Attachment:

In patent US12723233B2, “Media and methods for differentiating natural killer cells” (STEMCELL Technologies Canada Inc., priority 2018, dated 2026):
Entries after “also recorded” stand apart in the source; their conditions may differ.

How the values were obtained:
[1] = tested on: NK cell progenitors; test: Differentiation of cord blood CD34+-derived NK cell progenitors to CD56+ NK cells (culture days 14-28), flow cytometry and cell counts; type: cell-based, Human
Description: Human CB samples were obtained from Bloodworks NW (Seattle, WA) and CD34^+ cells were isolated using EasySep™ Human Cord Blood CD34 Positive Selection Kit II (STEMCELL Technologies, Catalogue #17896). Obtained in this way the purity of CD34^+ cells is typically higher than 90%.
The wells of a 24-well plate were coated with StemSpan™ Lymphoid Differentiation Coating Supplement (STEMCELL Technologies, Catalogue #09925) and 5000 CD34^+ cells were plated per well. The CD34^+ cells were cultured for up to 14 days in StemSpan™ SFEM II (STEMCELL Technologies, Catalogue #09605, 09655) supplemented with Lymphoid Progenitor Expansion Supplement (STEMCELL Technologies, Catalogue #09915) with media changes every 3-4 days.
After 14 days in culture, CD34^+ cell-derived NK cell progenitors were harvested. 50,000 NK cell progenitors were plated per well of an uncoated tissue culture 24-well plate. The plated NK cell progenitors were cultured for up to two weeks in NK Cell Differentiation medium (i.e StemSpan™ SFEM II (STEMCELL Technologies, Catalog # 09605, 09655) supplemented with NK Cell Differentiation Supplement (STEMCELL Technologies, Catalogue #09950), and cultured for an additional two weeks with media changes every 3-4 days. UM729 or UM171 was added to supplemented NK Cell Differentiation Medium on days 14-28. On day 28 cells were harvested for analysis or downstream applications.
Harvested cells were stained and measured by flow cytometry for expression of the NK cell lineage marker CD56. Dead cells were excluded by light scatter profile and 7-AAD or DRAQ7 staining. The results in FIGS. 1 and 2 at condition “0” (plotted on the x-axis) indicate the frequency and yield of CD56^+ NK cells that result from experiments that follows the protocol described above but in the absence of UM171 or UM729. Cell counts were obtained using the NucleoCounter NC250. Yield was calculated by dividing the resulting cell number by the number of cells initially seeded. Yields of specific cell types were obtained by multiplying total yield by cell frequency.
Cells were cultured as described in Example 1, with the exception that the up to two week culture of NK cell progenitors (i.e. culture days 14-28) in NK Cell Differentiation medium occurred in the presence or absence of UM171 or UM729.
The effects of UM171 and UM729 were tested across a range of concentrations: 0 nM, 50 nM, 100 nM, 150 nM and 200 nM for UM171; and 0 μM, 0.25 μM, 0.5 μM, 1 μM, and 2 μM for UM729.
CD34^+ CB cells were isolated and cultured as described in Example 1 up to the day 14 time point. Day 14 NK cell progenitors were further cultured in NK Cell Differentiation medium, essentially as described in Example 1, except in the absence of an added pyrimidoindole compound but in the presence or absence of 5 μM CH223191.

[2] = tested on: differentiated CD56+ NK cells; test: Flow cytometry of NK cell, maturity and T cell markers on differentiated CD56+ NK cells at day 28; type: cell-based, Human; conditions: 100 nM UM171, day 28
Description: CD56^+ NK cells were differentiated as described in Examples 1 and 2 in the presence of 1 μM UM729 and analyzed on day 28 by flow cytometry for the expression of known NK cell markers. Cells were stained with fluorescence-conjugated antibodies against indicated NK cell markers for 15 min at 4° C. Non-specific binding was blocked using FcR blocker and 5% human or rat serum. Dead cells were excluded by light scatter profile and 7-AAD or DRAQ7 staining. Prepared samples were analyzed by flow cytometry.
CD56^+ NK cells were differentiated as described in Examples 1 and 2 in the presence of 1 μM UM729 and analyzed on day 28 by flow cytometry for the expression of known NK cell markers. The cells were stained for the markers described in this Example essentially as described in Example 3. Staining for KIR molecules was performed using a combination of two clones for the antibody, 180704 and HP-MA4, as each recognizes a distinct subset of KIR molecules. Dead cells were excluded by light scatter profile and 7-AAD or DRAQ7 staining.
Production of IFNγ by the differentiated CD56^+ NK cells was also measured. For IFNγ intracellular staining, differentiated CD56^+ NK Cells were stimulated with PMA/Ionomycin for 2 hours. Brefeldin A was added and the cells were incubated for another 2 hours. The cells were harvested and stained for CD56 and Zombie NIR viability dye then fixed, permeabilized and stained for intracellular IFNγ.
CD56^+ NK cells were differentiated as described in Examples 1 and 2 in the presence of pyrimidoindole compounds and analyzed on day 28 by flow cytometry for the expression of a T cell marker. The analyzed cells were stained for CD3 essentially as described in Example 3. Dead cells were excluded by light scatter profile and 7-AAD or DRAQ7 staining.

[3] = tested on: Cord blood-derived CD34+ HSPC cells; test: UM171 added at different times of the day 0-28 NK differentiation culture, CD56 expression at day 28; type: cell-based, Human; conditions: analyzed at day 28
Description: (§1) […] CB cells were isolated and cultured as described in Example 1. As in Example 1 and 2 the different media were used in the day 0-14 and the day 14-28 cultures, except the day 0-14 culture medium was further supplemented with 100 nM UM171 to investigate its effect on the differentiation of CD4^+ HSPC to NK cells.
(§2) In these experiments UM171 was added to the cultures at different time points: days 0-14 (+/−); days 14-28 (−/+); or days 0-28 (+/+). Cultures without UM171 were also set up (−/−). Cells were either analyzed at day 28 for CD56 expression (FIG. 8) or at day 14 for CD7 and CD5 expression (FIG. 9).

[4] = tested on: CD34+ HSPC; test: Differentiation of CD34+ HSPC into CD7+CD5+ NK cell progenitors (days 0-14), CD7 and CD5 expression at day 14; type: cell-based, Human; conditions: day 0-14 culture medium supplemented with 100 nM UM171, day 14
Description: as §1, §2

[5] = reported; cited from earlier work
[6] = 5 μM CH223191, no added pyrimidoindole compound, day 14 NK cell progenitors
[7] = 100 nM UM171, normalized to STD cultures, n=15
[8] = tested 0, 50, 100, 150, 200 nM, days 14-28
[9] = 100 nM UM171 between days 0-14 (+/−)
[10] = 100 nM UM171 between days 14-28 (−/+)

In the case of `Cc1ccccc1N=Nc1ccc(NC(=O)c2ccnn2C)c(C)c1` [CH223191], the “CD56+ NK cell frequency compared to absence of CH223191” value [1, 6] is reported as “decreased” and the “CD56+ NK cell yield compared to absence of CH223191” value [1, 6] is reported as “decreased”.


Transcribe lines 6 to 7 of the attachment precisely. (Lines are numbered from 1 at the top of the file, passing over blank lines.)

The wells of a 24-well plate were coated with StemSpan™ Lymphoid Differentiation Coating Supplement (STEMCELL Technologies, Catalogue #09925) and 5000 CD34^+ cells were plated per well. The CD34^+ cells were cultured for up to 14 days in StemSpan™ SFEM II (STEMCELL Technologies, Catalogue #09605, 09655) supplemented with Lymphoid Progenitor Expansion Supplement (STEMCELL Technologies, Catalogue #09915) with media changes every 3-4 days.
After 14 days in culture, CD34^+ cell-derived NK cell progenitors were harvested. 50,000 NK cell progenitors were plated per well of an uncoated tissue culture 24-well plate. The plated NK cell progenitors were cultured for up to two weeks in NK Cell Differentiation medium (i.e StemSpan™ SFEM II (STEMCELL Technologies, Catalog # 09605, 09655) supplemented with NK Cell Differentiation Supplement (STEMCELL Technologies, Catalogue #09950), and cultured for an additional two weeks with media changes every 3-4 days. UM729 or UM171 was added to supplemented NK Cell Differentiation Medium on days 14-28. On day 28 cells were harvested for analysis or downstream applications.